Next month, Springfield Police officers will begin wearing bodycams. Advocates say they help confirm actions by -or against- police, providing transparency and accountability in all encounters.
The rollout comes as the SPD finds itself under public scrutiny, for its handling of a July 2020 protest and its chief being placed on administrative leave.
But SPD Lieutenant George Crolly says this initiative precedes those events.
“This project began before protests happened, before George Floyd, before any kind of investigations or lawsuits occurred," Crolly told KLCC.
"It’s just a timing thing, now that we’re able to publicize it and we’re moving forward, contracts signed, purchase orders made. That being said I think the use of bodycams will help with our transparency with those kinds of issues in the future.”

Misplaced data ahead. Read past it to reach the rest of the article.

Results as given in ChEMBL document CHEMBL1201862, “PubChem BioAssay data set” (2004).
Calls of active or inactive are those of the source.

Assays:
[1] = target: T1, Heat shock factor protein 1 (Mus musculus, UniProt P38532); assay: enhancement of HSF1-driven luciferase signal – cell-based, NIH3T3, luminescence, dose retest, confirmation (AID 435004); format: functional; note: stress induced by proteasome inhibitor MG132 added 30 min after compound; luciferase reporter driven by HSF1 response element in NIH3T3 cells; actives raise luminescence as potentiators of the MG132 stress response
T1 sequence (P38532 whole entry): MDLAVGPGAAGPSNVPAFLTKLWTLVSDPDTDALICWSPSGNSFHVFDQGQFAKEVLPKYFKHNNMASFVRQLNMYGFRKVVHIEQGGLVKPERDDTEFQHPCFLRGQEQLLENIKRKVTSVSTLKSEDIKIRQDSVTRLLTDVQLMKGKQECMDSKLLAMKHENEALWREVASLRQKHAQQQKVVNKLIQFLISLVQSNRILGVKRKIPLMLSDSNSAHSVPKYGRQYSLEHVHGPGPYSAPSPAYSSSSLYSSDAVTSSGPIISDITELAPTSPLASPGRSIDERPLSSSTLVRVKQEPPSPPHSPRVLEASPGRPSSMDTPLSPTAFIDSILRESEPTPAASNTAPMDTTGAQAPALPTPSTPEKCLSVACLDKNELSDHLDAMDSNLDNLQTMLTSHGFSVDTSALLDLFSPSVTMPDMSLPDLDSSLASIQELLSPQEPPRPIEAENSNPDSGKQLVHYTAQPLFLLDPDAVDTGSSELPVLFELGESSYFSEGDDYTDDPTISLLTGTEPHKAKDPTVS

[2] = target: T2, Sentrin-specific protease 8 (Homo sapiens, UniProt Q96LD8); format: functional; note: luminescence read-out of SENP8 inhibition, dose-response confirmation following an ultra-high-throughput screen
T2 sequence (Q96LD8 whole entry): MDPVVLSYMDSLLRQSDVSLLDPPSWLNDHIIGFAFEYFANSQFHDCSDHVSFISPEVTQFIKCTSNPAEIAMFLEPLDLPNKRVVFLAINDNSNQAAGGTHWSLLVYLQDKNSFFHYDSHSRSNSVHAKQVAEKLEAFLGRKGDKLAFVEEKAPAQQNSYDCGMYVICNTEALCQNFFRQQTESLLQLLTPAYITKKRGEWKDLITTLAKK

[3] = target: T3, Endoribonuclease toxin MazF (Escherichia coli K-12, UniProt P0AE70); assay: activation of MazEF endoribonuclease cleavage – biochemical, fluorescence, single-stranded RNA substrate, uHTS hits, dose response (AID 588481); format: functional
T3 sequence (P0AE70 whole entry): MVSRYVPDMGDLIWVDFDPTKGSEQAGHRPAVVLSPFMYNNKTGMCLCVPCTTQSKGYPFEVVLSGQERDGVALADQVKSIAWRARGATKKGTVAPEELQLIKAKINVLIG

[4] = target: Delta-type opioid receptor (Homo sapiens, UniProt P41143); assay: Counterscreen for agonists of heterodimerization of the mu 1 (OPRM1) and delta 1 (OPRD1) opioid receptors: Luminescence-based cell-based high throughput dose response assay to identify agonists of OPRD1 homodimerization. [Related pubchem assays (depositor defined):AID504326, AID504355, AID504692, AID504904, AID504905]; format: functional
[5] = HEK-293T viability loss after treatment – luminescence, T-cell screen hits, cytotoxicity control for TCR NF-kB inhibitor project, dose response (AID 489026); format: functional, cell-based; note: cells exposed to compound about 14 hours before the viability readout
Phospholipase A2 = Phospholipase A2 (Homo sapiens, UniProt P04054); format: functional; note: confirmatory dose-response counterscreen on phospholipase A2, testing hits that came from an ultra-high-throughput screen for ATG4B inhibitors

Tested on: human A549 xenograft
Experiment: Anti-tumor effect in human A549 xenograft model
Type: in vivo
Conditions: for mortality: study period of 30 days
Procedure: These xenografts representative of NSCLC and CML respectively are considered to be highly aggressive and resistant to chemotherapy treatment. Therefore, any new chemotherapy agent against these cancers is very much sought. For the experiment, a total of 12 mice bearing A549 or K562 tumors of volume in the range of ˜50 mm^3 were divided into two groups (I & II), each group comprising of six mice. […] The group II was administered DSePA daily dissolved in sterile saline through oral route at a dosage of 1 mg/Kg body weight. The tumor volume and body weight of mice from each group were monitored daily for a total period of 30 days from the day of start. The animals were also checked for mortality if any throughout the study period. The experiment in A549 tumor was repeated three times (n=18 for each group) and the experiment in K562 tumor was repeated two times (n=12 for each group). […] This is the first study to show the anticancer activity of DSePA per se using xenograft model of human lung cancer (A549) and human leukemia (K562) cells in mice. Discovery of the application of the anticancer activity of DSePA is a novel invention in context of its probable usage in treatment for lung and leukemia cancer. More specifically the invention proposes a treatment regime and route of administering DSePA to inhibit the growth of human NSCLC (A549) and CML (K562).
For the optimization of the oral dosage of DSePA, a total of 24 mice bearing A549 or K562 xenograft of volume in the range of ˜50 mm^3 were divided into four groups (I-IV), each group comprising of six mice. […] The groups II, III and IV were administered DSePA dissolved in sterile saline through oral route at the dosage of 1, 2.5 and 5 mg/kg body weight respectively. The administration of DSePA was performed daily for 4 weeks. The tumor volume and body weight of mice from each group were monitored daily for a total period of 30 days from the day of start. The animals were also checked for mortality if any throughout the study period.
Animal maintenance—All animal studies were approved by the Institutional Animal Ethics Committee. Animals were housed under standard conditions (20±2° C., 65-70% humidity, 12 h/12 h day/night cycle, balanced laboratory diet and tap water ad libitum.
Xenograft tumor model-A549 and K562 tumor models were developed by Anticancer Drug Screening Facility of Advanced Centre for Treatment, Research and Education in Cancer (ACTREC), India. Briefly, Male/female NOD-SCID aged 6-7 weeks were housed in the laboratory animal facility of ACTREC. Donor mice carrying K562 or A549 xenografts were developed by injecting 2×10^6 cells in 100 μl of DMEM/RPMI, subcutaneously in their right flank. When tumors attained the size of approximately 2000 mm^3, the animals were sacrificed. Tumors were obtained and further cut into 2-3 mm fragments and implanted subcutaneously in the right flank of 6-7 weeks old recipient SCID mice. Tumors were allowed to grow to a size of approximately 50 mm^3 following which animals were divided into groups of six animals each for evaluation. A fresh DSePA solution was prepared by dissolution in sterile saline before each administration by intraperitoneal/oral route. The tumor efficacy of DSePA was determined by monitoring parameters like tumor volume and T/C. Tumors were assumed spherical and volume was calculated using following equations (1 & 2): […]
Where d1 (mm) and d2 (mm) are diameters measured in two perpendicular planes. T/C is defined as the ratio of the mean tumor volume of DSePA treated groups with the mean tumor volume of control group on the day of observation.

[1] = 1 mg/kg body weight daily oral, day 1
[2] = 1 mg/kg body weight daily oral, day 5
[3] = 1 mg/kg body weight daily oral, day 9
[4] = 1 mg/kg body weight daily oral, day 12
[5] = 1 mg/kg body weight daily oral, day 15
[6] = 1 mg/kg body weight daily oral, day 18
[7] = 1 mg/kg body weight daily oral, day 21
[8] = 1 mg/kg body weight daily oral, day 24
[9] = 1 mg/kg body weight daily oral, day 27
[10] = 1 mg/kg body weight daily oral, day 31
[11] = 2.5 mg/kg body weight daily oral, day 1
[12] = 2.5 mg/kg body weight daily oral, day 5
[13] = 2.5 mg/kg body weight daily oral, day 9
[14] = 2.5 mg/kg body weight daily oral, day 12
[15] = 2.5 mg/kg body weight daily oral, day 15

Crolly says storage of footage is the costliest line item. The SPD will use a secure cloud storage of video evidence, which can be kept anywhere from six months to 100 years.
SPD Lt. Crolly says they also plan to eventually equip squad cars with cameras.
“With in-car video, we can’t take all our vehicles offline in one day. So we’re going to be rotating cars through, one at a time or two at a time through a vendor and having that installed. And then once the cars come back, we’ll be bringing additional cars out.
"So that may take upwards of a couple more months at the most, I hope. Maybe sooner. It just depends on vendor availability.”
A U.S. Department of Justice grant for $120,000 has helped offset some of the costs to Springfield taxpayers.
Eugene Police began implementing bodycams in 2013.
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